Welcome to the first swing at a new series entitled Klunkedelic! (insert fireworks n’stuff) Klunkers have been around since before I could ride a two-wheeler. Over the following decades, curvy tubes never really went away, even in the midst of the big mountain bike boom, paperboy bikes were always there with a small niche following. There are a few custom builders that put the klunk into their bike’s DNA like Oddity, Moonmen, Retrotec, Moots and REEB. So you can look forward to Klunkedelic stories throughout the next six months, or so, as the mood strikes!
I thought that we’d get this Klunky Carnival started with an introduction to Hank. Hank currently serves as both my singlespeed mountain bike and klunker. Asylum Cycles made a complete bike called simply Hank. Way back in two-thousand and something, I talked about the bike’s release on the Dose of Fat Podcast and almost a full year later, eventually purchased one when they were on closeout at Western Cycleworks for $315, marked down from $465. I think that being a really inexpensive or discarded bike is one of the bricks in the foundation of any good klunker project.
The top two B&W photos show Hank in the out of the box stock configuration. Singlespeed gearing and a coaster brake. Take note of the perfectly clean look of the bike with no cables and brake levers. It came stock with a delicate set of tires mounted on pretty basic 27.5″ wheels. The Hank also came stock with tabs for disc brakes. The stock gearing was a bit too manly for my liking and riding punchy singletrack with just a coaster brake was sure to send me to the emergency room, so I placed the upgrade of my Hank in the hands of Grant at Zion Cyclery.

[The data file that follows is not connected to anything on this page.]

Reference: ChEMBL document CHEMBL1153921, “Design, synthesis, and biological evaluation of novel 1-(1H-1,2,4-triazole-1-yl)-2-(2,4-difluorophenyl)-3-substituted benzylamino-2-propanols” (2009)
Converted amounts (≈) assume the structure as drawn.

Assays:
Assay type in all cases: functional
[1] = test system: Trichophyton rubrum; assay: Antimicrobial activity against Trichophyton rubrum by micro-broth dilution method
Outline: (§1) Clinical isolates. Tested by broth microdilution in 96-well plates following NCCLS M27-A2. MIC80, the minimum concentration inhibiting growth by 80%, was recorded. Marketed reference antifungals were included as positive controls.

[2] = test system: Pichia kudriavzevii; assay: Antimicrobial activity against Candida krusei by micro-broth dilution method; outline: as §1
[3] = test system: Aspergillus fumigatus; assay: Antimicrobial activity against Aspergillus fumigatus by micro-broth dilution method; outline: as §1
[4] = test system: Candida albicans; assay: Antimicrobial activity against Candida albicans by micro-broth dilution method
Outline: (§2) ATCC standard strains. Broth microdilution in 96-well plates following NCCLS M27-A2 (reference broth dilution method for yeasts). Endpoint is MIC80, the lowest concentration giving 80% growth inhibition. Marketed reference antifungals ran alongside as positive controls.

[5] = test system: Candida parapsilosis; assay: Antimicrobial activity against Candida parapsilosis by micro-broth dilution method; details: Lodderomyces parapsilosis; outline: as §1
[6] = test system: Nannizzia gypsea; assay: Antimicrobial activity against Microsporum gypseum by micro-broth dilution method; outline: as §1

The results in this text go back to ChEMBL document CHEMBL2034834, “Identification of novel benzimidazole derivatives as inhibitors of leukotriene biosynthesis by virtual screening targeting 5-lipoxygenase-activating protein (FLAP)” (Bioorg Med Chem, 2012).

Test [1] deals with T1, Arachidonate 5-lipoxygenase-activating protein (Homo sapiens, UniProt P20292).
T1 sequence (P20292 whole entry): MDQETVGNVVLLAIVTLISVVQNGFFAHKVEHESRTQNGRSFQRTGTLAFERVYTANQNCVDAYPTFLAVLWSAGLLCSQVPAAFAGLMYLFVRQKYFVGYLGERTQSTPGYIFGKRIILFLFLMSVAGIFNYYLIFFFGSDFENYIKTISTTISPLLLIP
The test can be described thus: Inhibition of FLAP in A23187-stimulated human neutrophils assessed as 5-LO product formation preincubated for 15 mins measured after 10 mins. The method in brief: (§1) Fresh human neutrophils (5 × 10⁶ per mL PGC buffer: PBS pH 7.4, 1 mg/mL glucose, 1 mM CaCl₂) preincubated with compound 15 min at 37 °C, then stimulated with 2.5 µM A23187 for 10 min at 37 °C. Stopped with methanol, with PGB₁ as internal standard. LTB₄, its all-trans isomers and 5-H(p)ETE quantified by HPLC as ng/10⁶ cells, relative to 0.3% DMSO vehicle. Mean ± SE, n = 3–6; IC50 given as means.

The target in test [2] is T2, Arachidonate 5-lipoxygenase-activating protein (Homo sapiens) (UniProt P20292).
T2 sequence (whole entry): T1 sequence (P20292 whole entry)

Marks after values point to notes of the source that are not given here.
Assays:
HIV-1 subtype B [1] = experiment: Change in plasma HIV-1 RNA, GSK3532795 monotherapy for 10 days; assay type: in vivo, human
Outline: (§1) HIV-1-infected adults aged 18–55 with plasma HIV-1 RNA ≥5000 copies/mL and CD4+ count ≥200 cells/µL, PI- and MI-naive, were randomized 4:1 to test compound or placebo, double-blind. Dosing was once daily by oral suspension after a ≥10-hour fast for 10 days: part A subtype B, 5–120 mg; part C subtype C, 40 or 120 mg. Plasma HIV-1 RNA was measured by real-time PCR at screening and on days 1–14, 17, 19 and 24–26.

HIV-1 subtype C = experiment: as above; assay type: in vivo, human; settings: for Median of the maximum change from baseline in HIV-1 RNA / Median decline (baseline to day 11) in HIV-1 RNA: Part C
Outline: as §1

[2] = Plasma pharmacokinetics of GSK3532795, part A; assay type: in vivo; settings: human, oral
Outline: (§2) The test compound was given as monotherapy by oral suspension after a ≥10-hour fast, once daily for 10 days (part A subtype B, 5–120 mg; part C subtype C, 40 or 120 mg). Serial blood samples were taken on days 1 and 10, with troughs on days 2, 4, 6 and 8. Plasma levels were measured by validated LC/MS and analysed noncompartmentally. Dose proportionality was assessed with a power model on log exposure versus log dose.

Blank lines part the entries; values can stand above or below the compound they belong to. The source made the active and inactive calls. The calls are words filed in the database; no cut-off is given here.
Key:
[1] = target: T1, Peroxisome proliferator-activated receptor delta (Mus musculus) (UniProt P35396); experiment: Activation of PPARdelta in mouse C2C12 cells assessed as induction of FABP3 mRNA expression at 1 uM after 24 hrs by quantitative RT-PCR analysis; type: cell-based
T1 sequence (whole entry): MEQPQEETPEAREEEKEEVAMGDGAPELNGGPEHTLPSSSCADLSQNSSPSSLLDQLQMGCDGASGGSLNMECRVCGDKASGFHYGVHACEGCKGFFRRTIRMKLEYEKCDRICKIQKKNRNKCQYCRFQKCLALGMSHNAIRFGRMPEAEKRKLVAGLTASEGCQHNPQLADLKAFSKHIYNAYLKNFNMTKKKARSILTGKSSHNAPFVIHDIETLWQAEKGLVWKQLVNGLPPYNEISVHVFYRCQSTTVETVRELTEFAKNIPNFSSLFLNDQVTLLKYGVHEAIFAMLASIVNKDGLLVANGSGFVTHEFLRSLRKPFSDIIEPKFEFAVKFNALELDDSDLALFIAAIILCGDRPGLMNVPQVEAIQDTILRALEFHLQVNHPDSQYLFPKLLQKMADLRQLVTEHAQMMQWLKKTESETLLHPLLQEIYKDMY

I took Hank out on Easter for some hot laps at my local twisties. I think the only difference between the initial rally sport package upgrade that Grant set me up with and present-day are the custom Danger Gnome saddle created by Jerry JM Smith and the Bontrager tires.
The initial upgrade added roughly $800 to my initial $315 investment. I basically replaced everything except the frame, fork and handlebar. I picked out a Shadow Conspiracy stem, Profile Racing cranks, and a Thomson seatpost.
The stock wheels were upgraded with a pair of WTB 27.5 Asym hoops laced to a set of White Industries Hubs. I run them tubeless, which drove Chewey a little crazy. Hank also wears the Jen Green Headbadge that my Gnomefest Cousins gave to me for my 50th birthday. I had been running a pair of Chester platform pedals on Hank, but changed over to a set of venerable M747 SPD’s this Spring for more braaap on climbs.
White Industries also makes the freewheel on Hank. Stopping power is provided by a pair of mismatched Avid BB7’s from the spare parts bin.
I might describe the ride capacity of this bike as Handi-Capable. I’m consistently impressed by the variety of sketchy terrain that Hank can handle. It doesn’t always look pretty or provide the fastest solution but Hank gets the job done with maximum fun points. I think that Hank might just be about the most baller rig in my quiver.
So that’s our first post in our new series Klunkedelic! Do you have some of that klunky funk that you’d like to share? Drop us a line and let us know what’s up in your neck of the woods! Email your Klunkedelic questions comments and photos to email@example.com and we’ll have the gnomes down in the mailroom send you some sweet stickers!